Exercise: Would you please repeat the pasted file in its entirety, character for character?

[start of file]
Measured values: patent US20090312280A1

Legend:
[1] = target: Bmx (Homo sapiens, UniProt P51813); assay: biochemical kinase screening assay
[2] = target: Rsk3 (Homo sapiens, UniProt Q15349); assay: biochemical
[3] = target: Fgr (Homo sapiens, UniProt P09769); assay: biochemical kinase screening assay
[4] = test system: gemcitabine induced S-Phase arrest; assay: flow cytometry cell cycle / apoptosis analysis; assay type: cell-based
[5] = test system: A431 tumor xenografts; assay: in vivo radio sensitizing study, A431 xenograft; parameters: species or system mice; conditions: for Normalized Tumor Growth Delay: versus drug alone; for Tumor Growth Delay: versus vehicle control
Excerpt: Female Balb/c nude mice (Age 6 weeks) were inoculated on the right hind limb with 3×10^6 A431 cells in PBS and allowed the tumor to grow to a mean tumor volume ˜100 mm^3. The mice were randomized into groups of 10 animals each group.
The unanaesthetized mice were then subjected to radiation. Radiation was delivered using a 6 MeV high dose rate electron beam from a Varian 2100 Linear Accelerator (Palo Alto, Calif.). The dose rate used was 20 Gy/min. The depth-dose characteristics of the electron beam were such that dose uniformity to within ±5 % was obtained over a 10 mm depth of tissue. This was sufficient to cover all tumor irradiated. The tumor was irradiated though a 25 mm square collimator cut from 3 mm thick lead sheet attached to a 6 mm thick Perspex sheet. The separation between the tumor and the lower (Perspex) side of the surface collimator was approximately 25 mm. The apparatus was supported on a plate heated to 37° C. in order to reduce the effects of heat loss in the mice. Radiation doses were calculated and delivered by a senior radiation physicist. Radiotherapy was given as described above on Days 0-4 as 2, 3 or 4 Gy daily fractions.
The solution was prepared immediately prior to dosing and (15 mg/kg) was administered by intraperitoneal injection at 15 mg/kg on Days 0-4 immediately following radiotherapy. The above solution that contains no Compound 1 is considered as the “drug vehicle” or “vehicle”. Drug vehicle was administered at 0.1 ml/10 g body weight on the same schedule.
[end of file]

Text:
Measured values: patent US20090312280A1

Legend:
[1] = target: Bmx (Homo sapiens, UniProt P51813); assay: biochemical kinase screening assay
[2] = target: Rsk3 (Homo sapiens, UniProt Q15349); assay: biochemical
[3] = target: Fgr (Homo sapiens, UniProt P09769); assay: biochemical kinase screening assay
[4] = test system: gemcitabine induced S-Phase arrest; assay: flow cytometry cell cycle / apoptosis analysis; assay type: cell-based
[5] = test system: A431 tumor xenografts; assay: in vivo radio sensitizing study, A431 xenograft; parameters: species or system mice; conditions: for Normalized Tumor Growth Delay: versus drug alone; for Tumor Growth Delay: versus vehicle control
Excerpt: Female Balb/c nude mice (Age 6 weeks) were inoculated on the right hind limb with 3×10^6 A431 cells in PBS and allowed the tumor to grow to a mean tumor volume ˜100 mm^3. The mice were randomized into groups of 10 animals each group.
The unanaesthetized mice were then subjected to radiation. Radiation was delivered using a 6 MeV high dose rate electron beam from a Varian 2100 Linear Accelerator (Palo Alto, Calif.). The dose rate used was 20 Gy/min. The depth-dose characteristics of the electron beam were such that dose uniformity to within ±5 % was obtained over a 10 mm depth of tissue. This was sufficient to cover all tumor irradiated. The tumor was irradiated though a 25 mm square collimator cut from 3 mm thick lead sheet attached to a 6 mm thick Perspex sheet. The separation between the tumor and the lower (Perspex) side of the surface collimator was approximately 25 mm. The apparatus was supported on a plate heated to 37° C. in order to reduce the effects of heat loss in the mice. Radiation doses were calculated and delivered by a senior radiation physicist. Radiotherapy was given as described above on Days 0-4 as 2, 3 or 4 Gy daily fractions.
The solution was prepared immediately prior to dosing and (15 mg/kg) was administered by intraperitoneal injection at 15 mg/kg on Days 0-4 immediately following radiotherapy. The above solution that contains no Compound 1 is considered as the “drug vehicle” or “vehicle”. Drug vehicle was administered at 0.1 ml/10 g body weight on the same schedule.